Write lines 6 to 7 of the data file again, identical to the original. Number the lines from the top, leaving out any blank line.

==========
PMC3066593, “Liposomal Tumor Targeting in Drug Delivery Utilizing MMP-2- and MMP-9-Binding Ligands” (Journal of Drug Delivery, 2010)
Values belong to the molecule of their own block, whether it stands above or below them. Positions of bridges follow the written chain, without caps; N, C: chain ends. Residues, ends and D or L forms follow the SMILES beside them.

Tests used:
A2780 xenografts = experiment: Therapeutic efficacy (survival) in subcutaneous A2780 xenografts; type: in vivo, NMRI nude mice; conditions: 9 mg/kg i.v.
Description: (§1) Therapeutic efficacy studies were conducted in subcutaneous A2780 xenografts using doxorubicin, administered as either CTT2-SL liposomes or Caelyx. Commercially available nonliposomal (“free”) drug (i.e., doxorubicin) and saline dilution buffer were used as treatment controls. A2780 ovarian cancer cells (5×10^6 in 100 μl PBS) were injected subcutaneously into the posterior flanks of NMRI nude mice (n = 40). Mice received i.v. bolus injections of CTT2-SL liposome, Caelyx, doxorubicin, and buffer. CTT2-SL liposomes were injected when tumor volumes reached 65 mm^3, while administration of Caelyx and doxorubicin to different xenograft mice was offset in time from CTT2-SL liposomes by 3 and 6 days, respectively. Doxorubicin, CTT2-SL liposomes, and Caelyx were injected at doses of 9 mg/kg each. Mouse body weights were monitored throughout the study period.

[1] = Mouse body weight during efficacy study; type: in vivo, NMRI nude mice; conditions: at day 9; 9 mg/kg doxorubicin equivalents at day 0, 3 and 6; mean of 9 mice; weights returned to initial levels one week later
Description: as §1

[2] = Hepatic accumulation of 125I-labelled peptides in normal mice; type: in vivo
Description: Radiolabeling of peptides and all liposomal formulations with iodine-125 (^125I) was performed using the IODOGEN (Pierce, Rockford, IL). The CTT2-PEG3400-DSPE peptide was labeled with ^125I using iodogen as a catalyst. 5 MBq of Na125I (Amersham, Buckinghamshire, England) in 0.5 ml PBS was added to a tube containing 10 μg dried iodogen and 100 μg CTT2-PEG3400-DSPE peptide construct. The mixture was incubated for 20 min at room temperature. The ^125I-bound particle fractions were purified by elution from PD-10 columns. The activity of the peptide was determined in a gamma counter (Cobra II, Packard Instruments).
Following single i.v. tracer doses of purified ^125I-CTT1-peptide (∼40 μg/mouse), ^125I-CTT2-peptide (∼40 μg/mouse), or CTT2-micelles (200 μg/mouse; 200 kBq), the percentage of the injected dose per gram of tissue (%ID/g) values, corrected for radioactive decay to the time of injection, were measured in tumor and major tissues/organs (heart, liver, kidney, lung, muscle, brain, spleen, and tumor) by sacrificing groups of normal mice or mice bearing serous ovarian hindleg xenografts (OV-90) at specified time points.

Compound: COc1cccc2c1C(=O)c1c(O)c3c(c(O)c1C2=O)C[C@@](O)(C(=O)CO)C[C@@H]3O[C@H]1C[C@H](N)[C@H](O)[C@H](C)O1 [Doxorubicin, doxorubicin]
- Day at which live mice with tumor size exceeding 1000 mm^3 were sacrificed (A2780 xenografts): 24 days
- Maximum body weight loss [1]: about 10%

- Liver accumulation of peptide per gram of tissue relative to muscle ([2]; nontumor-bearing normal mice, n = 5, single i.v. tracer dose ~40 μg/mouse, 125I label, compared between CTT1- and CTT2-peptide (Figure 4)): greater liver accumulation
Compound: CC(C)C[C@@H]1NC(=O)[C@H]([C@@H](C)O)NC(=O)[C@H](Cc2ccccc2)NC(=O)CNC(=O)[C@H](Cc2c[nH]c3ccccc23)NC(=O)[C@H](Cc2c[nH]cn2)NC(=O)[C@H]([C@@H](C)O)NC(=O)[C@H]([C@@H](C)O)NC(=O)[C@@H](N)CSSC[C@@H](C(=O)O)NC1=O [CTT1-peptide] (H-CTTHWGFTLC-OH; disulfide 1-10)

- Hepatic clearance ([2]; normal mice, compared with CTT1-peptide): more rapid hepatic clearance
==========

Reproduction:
[1] = Mouse body weight during efficacy study; type: in vivo, NMRI nude mice; conditions: at day 9; 9 mg/kg doxorubicin equivalents at day 0, 3 and 6; mean of 9 mice; weights returned to initial levels one week later
Description: as §1